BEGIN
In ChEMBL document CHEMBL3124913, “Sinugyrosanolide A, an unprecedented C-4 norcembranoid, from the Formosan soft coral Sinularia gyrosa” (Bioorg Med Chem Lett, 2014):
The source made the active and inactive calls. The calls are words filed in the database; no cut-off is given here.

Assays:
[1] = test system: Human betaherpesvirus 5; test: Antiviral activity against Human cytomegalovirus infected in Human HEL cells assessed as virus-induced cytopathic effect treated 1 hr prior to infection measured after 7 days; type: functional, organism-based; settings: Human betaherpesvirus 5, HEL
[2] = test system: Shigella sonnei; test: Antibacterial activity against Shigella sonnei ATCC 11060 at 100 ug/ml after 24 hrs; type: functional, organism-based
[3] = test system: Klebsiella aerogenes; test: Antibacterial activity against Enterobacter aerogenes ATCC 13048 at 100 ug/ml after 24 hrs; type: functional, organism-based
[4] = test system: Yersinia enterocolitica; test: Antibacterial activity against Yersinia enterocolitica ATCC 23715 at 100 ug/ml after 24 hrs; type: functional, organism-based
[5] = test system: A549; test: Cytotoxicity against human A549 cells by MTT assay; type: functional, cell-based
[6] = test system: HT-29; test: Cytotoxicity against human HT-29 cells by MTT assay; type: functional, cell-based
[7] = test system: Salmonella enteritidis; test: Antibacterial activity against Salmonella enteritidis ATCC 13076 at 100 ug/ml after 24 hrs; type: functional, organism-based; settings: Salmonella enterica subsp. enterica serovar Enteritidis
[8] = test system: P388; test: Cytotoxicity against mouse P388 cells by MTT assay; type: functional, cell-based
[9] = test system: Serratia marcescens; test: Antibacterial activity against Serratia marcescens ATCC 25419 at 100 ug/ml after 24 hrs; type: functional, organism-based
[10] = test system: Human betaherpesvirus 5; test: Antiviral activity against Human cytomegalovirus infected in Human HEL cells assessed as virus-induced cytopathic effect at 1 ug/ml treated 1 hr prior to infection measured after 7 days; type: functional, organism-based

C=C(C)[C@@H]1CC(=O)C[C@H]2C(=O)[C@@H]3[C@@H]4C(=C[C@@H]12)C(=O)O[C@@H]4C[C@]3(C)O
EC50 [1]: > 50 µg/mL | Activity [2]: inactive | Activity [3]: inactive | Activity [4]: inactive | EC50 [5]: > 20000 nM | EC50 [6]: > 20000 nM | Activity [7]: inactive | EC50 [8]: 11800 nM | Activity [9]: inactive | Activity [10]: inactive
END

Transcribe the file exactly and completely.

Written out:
In ChEMBL document CHEMBL3124913, “Sinugyrosanolide A, an unprecedented C-4 norcembranoid, from the Formosan soft coral Sinularia gyrosa” (Bioorg Med Chem Lett, 2014):
The source made the active and inactive calls. The calls are words filed in the database; no cut-off is given here.

Assays:
[1] = test system: Human betaherpesvirus 5; test: Antiviral activity against Human cytomegalovirus infected in Human HEL cells assessed as virus-induced cytopathic effect treated 1 hr prior to infection measured after 7 days; type: functional, organism-based; settings: Human betaherpesvirus 5, HEL
[2] = test system: Shigella sonnei; test: Antibacterial activity against Shigella sonnei ATCC 11060 at 100 ug/ml after 24 hrs; type: functional, organism-based
[3] = test system: Klebsiella aerogenes; test: Antibacterial activity against Enterobacter aerogenes ATCC 13048 at 100 ug/ml after 24 hrs; type: functional, organism-based
[4] = test system: Yersinia enterocolitica; test: Antibacterial activity against Yersinia enterocolitica ATCC 23715 at 100 ug/ml after 24 hrs; type: functional, organism-based
[5] = test system: A549; test: Cytotoxicity against human A549 cells by MTT assay; type: functional, cell-based
[6] = test system: HT-29; test: Cytotoxicity against human HT-29 cells by MTT assay; type: functional, cell-based
[7] = test system: Salmonella enteritidis; test: Antibacterial activity against Salmonella enteritidis ATCC 13076 at 100 ug/ml after 24 hrs; type: functional, organism-based; settings: Salmonella enterica subsp. enterica serovar Enteritidis
[8] = test system: P388; test: Cytotoxicity against mouse P388 cells by MTT assay; type: functional, cell-based
[9] = test system: Serratia marcescens; test: Antibacterial activity against Serratia marcescens ATCC 25419 at 100 ug/ml after 24 hrs; type: functional, organism-based
[10] = test system: Human betaherpesvirus 5; test: Antiviral activity against Human cytomegalovirus infected in Human HEL cells assessed as virus-induced cytopathic effect at 1 ug/ml treated 1 hr prior to infection measured after 7 days; type: functional, organism-based

C=C(C)[C@@H]1CC(=O)C[C@H]2C(=O)[C@@H]3[C@@H]4C(=C[C@@H]12)C(=O)O[C@@H]4C[C@]3(C)O
EC50 [1]: > 50 µg/mL | Activity [2]: inactive | Activity [3]: inactive | Activity [4]: inactive | EC50 [5]: > 20000 nM | EC50 [6]: > 20000 nM | Activity [7]: inactive | EC50 [8]: 11800 nM | Activity [9]: inactive | Activity [10]: inactive